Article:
A senior United States diplomat on Monday welcomed Prime Minister Imran Khan’s statement calling for peace on Pakistan’s eastern and western borders.
“We welcome the words of PM Imran in which he discussed the importance of peace on both sides of Pakistan’s borders,” said US Principal Deputy Assistant Secretary of State for South and Central Asian Affairs Alice Wells during a news briefing.
Ambassador Wells maintained that Pakistan “has a critical role to play in the stabilisation of Afghanistan” and appreciated efforts taken by the two countries to improve their bilateral relations.
The US statement comes as hostility intensifies in the war-torn country with the Taliban on a general offensive in many regions of the country.
“We have encouraged Pakistan to take stronger steps to ensure that the Taliban either come to the negotiating table or are expelled back into Afghanistan rather than enjoy a safe haven outside of the country,” said the US envoy while reiterating the role the country wants Pakistan to play in Afghanistan’s future.
The statement by the senior US diplomat came after Afghan President Ashraf Ghani’s provisional declaration of a three-month ceasefire with the Taliban in a televised broadcast on Sunday.
The announcement followed a bloody week of fighting across Afghanistan which saw the Taliban launch a massive assault against the provincial capital Ghazni.
Anticipation had been mounting ahead of Ghani’s speech following mixed signals from the presidential palace over whether the government would offer a fresh truce – following a brief, unprecedented ceasefire earlier in June.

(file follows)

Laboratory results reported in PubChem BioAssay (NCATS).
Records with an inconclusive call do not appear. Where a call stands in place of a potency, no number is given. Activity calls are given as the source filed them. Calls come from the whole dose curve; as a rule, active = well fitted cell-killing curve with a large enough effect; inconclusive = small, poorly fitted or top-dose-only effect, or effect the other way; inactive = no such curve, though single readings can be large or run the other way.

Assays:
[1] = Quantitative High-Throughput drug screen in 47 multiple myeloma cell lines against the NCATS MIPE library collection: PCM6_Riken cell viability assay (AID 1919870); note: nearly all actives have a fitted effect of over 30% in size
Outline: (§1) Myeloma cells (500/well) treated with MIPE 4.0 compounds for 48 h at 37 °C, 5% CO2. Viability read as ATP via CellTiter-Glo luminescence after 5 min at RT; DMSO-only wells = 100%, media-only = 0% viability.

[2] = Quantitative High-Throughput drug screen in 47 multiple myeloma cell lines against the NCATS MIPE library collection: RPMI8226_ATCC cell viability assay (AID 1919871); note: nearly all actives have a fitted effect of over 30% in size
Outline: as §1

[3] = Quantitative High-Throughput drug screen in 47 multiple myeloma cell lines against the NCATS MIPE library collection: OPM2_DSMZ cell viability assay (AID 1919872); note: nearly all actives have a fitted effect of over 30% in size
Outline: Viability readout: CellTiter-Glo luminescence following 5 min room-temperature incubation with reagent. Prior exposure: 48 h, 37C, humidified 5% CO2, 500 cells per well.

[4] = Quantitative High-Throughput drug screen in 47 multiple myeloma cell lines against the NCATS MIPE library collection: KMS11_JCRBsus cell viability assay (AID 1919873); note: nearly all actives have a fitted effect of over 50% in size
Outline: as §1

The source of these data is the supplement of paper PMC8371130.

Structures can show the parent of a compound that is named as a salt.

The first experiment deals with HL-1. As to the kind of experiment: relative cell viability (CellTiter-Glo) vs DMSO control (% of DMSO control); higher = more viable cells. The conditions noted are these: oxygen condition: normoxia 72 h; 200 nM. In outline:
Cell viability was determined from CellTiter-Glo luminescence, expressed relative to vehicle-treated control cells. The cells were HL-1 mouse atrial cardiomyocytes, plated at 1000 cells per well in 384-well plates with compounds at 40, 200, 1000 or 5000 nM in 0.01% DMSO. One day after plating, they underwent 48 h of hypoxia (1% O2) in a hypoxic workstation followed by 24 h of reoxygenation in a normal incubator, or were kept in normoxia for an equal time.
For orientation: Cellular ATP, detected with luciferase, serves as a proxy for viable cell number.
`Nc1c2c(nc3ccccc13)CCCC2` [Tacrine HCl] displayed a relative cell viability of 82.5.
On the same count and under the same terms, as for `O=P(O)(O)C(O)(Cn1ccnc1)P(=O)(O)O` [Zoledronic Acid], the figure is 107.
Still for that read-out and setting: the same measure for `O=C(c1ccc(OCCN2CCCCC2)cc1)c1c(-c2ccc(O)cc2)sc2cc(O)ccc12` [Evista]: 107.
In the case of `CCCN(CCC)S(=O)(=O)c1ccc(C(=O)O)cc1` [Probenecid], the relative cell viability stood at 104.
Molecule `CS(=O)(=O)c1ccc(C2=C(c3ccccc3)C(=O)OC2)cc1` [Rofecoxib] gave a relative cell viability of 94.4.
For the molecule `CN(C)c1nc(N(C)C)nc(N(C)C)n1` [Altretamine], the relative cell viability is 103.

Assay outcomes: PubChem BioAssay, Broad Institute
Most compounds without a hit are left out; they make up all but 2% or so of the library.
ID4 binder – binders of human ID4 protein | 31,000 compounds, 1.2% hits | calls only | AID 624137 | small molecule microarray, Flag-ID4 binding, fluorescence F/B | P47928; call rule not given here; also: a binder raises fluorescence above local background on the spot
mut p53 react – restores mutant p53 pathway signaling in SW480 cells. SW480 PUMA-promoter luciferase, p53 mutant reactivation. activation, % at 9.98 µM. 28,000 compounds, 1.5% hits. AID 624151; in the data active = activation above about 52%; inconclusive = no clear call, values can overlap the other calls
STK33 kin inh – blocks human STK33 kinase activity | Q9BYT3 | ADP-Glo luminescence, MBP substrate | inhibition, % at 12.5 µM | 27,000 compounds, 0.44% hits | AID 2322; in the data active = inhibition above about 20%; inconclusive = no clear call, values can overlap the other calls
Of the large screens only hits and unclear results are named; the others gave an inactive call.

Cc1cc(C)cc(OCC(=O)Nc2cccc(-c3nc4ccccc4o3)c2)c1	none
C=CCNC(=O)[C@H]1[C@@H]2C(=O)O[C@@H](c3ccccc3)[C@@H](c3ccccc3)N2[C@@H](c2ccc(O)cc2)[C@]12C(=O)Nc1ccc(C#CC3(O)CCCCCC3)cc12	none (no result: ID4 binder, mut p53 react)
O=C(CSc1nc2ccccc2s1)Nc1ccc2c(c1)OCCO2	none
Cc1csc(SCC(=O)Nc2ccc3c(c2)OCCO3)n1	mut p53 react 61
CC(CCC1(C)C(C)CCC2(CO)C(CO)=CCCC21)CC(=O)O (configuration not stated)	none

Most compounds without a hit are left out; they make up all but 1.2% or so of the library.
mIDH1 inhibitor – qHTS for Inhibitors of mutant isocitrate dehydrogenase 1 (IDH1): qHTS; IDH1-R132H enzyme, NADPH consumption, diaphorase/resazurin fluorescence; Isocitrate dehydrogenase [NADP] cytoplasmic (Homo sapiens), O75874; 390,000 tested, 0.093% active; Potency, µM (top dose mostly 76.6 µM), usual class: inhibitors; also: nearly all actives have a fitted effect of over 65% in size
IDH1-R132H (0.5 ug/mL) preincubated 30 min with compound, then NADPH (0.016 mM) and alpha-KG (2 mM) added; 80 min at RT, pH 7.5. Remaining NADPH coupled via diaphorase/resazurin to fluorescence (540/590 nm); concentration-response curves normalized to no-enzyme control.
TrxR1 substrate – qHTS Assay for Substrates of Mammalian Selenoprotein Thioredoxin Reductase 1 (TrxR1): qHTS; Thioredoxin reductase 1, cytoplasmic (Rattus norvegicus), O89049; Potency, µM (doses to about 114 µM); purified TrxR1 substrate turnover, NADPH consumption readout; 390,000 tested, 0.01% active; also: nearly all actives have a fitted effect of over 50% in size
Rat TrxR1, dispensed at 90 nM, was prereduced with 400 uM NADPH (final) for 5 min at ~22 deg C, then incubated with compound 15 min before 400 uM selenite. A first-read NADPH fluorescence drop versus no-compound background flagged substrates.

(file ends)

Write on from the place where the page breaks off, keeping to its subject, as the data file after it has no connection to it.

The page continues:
NATO secretary general Jens Stoltenberg tweeted: “I encourage the Taliban to demonstrate their concern for Afghans by respecting it.”
Ghani’s announcement was also swiftly welcomed in neighbouring Pakistan, which has long been accused of fostering links with the Taliban’s leadership and providing sanctuary to its fighters.
But it is ordinary Afghans who have borne the brunt of the violence in the grinding conflict, especially in Kabul, which the United Nations has said is the deadliest place for civilians in the country.
The Taliban did not immediately respond to the offer but in a message from its leader published over the weekend to mark the upcoming Islamic holiday of Eidul Azha the group continued to push for direct talks with the US.
Washington has repeatedly refused, saying negotiations must be Afghan-led.
Last month, however, Taliban representatives met US officials for talks in Qatar, though little is known about the details of the meeting.